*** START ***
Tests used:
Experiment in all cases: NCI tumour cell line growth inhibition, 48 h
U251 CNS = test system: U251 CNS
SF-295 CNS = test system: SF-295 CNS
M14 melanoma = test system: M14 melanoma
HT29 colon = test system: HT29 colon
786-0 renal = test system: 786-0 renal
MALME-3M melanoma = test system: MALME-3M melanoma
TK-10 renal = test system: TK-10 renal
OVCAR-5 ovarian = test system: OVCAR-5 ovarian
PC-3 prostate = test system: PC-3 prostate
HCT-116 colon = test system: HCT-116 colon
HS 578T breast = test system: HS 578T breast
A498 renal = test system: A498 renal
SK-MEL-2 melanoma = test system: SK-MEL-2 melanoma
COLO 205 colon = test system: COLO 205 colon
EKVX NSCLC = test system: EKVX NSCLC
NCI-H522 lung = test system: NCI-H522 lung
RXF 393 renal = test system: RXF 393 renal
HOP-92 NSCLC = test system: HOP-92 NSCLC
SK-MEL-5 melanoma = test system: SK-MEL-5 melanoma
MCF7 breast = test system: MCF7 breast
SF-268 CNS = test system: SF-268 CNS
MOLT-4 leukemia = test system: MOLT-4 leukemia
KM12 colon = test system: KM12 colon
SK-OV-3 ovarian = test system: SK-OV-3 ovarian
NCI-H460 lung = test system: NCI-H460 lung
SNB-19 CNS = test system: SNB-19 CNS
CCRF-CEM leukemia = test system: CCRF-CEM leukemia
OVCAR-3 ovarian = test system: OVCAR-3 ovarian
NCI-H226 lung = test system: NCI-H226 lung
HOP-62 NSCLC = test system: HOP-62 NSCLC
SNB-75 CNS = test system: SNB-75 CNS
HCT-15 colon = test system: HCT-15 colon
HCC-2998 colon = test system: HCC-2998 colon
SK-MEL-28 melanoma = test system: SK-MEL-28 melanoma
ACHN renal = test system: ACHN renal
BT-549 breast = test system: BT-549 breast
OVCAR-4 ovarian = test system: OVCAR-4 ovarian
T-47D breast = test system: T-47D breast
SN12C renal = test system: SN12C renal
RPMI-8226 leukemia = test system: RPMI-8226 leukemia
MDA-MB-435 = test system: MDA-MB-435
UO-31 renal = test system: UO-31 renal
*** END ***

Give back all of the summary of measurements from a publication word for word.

Tests used:
Experiment in all cases: NCI tumour cell line growth inhibition, 48 h
U251 CNS = test system: U251 CNS
SF-295 CNS = test system: SF-295 CNS
M14 melanoma = test system: M14 melanoma
HT29 colon = test system: HT29 colon
786-0 renal = test system: 786-0 renal
MALME-3M melanoma = test system: MALME-3M melanoma
TK-10 renal = test system: TK-10 renal
OVCAR-5 ovarian = test system: OVCAR-5 ovarian
PC-3 prostate = test system: PC-3 prostate
HCT-116 colon = test system: HCT-116 colon
HS 578T breast = test system: HS 578T breast
A498 renal = test system: A498 renal
SK-MEL-2 melanoma = test system: SK-MEL-2 melanoma
COLO 205 colon = test system: COLO 205 colon
EKVX NSCLC = test system: EKVX NSCLC
NCI-H522 lung = test system: NCI-H522 lung
RXF 393 renal = test system: RXF 393 renal
HOP-92 NSCLC = test system: HOP-92 NSCLC
SK-MEL-5 melanoma = test system: SK-MEL-5 melanoma
MCF7 breast = test system: MCF7 breast
SF-268 CNS = test system: SF-268 CNS
MOLT-4 leukemia = test system: MOLT-4 leukemia
KM12 colon = test system: KM12 colon
SK-OV-3 ovarian = test system: SK-OV-3 ovarian
NCI-H460 lung = test system: NCI-H460 lung
SNB-19 CNS = test system: SNB-19 CNS
CCRF-CEM leukemia = test system: CCRF-CEM leukemia
OVCAR-3 ovarian = test system: OVCAR-3 ovarian
NCI-H226 lung = test system: NCI-H226 lung
HOP-62 NSCLC = test system: HOP-62 NSCLC
SNB-75 CNS = test system: SNB-75 CNS
HCT-15 colon = test system: HCT-15 colon
HCC-2998 colon = test system: HCC-2998 colon
SK-MEL-28 melanoma = test system: SK-MEL-28 melanoma
ACHN renal = test system: ACHN renal
BT-549 breast = test system: BT-549 breast
OVCAR-4 ovarian = test system: OVCAR-4 ovarian
T-47D breast = test system: T-47D breast
SN12C renal = test system: SN12C renal
RPMI-8226 leukemia = test system: RPMI-8226 leukemia
MDA-MB-435 = test system: MDA-MB-435
UO-31 renal = test system: UO-31 renal